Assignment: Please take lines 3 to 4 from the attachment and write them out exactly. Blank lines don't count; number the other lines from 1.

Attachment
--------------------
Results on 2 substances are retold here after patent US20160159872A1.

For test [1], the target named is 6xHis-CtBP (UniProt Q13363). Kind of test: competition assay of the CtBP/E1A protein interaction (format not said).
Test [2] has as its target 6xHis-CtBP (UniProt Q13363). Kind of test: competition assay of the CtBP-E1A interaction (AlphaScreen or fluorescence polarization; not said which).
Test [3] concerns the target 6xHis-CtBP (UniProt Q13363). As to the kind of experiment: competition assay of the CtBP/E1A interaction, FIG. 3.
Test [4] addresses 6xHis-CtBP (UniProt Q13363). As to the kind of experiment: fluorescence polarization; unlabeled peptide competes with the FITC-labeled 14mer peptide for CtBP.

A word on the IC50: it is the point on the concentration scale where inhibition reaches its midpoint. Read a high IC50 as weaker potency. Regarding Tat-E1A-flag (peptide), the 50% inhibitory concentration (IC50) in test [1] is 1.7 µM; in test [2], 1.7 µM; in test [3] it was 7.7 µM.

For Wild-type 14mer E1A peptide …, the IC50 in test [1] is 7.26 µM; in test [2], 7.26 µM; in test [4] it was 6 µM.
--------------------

Test [2] has as its target 6xHis-CtBP (UniProt Q13363). Kind of test: competition assay of the CtBP-E1A interaction (AlphaScreen or fluorescence polarization; not said which).
Test [3] concerns the target 6xHis-CtBP (UniProt Q13363). As to the kind of experiment: competition assay of the CtBP/E1A interaction, FIG. 3.